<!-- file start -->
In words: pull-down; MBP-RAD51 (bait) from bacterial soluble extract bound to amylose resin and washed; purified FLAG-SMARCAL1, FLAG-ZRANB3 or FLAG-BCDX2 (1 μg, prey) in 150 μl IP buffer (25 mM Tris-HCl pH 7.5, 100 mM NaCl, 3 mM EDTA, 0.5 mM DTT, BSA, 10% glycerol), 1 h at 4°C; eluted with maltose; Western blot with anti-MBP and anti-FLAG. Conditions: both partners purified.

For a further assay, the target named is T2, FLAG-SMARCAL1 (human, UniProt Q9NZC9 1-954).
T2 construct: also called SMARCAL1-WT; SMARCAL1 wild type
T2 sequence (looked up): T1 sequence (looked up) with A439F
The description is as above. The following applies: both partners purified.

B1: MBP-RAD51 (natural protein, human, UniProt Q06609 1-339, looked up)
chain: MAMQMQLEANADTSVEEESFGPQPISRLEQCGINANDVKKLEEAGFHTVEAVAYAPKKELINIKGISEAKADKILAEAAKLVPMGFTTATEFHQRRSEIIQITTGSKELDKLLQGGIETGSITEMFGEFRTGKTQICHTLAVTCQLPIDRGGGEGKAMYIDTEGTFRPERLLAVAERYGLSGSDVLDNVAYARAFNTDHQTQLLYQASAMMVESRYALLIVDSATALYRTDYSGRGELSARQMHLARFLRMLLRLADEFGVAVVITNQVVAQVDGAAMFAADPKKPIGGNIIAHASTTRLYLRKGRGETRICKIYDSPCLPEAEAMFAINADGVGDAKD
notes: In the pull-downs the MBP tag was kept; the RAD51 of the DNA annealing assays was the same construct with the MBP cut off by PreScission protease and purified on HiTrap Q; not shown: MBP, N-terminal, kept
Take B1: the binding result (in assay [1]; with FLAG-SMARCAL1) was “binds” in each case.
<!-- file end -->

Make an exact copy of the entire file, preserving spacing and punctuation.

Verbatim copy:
In words: pull-down; MBP-RAD51 (bait) from bacterial soluble extract bound to amylose resin and washed; purified FLAG-SMARCAL1, FLAG-ZRANB3 or FLAG-BCDX2 (1 μg, prey) in 150 μl IP buffer (25 mM Tris-HCl pH 7.5, 100 mM NaCl, 3 mM EDTA, 0.5 mM DTT, BSA, 10% glycerol), 1 h at 4°C; eluted with maltose; Western blot with anti-MBP and anti-FLAG. Conditions: both partners purified.

For a further assay, the target named is T2, FLAG-SMARCAL1 (human, UniProt Q9NZC9 1-954).
T2 construct: also called SMARCAL1-WT; SMARCAL1 wild type
T2 sequence (looked up): T1 sequence (looked up) with A439F
The description is as above. The following applies: both partners purified.

B1: MBP-RAD51 (natural protein, human, UniProt Q06609 1-339, looked up)
chain: MAMQMQLEANADTSVEEESFGPQPISRLEQCGINANDVKKLEEAGFHTVEAVAYAPKKELINIKGISEAKADKILAEAAKLVPMGFTTATEFHQRRSEIIQITTGSKELDKLLQGGIETGSITEMFGEFRTGKTQICHTLAVTCQLPIDRGGGEGKAMYIDTEGTFRPERLLAVAERYGLSGSDVLDNVAYARAFNTDHQTQLLYQASAMMVESRYALLIVDSATALYRTDYSGRGELSARQMHLARFLRMLLRLADEFGVAVVITNQVVAQVDGAAMFAADPKKPIGGNIIAHASTTRLYLRKGRGETRICKIYDSPCLPEAEAMFAINADGVGDAKD
notes: In the pull-downs the MBP tag was kept; the RAD51 of the DNA annealing assays was the same construct with the MBP cut off by PreScission protease and purified on HiTrap Q; not shown: MBP, N-terminal, kept
Take B1: the binding result (in assay [1]; with FLAG-SMARCAL1) was “binds” in each case.